## # ℹ 3 more variables: deviance <dbl>, df.residual <int>, nobs <int>
augment(model2) %>%
ggplot(aes(.fitted,.resid)) + geom_point() +
geom_hline(yintercept=0,col="red",linetype="dashed")# residual plot

#confidence band, prediction band
# 95% confidence band (i.e. interval for the mean response) is in gray
# if X = 66, this is a CI for the average height of all men
# with a father that is 66 inches tall (I am one such person)

ggplot(boys, aes(x=father,y=height)) +
geom_point() +
geom_smooth(method=lm, se=TRUE) +  #try method=loess
geom_vline(xintercept=66,color="blue",linetype="dotted")

# create the 90% prediction band, store values, plot
# if X = 66, this is a PI for the average height of a particular
# man with a father that is 66 inches tall (such as me)
N <- nrow(boys)
new <- data.frame(father=seq(60,80,length.out=N))
PI <- predict(model2, new, interval="prediction",level=0.90)
# can do interval="confidence" instead, default level is 0.95

new_dat <- cbind(new, PI)
# combine these two data sets together
head(new_dat)
##     father      fit      lwr      upr
## 1 60.00000 65.12379 61.05602 69.19156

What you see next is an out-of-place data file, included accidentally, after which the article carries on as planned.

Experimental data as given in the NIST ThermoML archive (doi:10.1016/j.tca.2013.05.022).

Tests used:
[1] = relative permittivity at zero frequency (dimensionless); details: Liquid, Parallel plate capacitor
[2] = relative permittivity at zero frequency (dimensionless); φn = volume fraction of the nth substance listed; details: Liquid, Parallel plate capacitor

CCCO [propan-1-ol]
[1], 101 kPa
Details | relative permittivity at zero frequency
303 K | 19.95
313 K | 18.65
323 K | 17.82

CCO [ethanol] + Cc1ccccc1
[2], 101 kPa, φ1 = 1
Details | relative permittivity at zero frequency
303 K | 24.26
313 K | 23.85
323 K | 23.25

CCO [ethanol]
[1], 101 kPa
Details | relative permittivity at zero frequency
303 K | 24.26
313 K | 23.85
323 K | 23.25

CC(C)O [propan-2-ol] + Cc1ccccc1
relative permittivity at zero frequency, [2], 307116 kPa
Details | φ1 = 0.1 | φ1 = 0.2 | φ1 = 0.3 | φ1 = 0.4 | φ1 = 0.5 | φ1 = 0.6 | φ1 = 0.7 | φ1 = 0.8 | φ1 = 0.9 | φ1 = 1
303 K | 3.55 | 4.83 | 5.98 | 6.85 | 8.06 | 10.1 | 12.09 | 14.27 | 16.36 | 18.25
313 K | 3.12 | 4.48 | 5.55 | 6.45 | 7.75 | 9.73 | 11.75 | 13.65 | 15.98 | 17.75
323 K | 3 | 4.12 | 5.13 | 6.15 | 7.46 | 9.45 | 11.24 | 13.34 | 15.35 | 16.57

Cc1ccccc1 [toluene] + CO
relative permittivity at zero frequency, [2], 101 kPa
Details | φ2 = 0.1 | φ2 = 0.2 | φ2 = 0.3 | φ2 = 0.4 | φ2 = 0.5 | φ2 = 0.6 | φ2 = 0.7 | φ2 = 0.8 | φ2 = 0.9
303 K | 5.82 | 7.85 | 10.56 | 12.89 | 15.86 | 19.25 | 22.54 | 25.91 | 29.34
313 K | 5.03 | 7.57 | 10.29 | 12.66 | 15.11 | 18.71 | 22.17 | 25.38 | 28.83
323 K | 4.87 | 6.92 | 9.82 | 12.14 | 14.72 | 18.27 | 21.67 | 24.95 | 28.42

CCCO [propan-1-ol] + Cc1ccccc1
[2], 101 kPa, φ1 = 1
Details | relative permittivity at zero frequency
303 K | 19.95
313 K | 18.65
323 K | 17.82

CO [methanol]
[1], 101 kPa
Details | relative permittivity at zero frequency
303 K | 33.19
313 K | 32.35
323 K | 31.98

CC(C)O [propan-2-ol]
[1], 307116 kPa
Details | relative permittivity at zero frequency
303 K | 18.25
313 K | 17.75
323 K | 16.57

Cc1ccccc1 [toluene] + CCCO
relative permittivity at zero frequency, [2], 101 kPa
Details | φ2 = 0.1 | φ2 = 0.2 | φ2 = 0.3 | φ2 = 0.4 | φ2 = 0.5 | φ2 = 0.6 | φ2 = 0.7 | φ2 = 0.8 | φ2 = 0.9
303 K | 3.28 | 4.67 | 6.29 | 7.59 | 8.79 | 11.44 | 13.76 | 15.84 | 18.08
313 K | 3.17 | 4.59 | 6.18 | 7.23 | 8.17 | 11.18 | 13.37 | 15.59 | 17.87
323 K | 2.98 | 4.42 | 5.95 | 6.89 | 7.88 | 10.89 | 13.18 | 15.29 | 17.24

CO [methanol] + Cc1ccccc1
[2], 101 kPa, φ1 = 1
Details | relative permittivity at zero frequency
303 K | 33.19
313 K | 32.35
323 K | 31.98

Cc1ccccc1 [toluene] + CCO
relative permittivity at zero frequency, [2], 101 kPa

## 2 60.04310 65.14309 61.07595 69.21022
## 3 60.08621 65.16239 61.09588 69.22890
## 4 60.12931 65.18169 61.11580 69.24757
## 5 60.17241 65.20099 61.13572 69.26625
## 6 60.21552 65.22028 61.15564 69.28493
ggplot(boys,aes(x=father,y=height)) +
geom_point() +
geom_smooth(method=lm,se=TRUE,level=0.90) +
geom_line(data=new_dat,aes(x=father,y=lwr), color = "red", linetype = "dashed")+
geom_line(data=new_dat,aes(x=father,y=upr), color = "red", linetype = "dashed")+
geom_vline(xintercept=66,color="blue",linetype="dotted")

## 2.5 Confidence and Prediction Bands, Books Example

Let’s fit a simple linear regression model to predict the price of a textbook, based on the number of pages. (This is problem 2.16 from the textbook)

Suppose we need to compute the “confidence band” (the 95% CI for the mean response) and/or “prediction band” (the 95% CI for a predicted value) for a specific value of $$X$$, say $$X^* = 450$$ pages. (This is problem 2.44 from the textbook)

$\hat{Y}=-3.42231 + 0.14733(450)=\62.88$

Confidence band: $\hat{Y} \pm t^* \sqrt{MSE} \sqrt{\frac{1}{n}+\frac{(X^*-\bar{X})}{(n-1)s^2_x}}$

Prediction band: $\hat{Y} \pm t^* \sqrt{MSE} \sqrt{1+\frac{1}{n}+\frac{(X^*-\bar{X})}{(n-1)s^2_x}}$

$t^*=2.048407, df=n-2=28$

$MSE=886, \sqrt{MSE}=\hat{\sigma_\epsilon}=RMSE=29.76$

$n=30, \bar{X}=464.5333, s_x^2=82414.53$

require(tidyverse)
require(Stat2Data)
require(broom)

# Problem 2.44
# fit model, draw the confidence and prediction bands

data(TextPrices)
text.model <- lm(Price~Pages,data=TextPrices)
summary(text.model)
##
## Call:
## lm(formula = Price ~ Pages, data = TextPrices)
##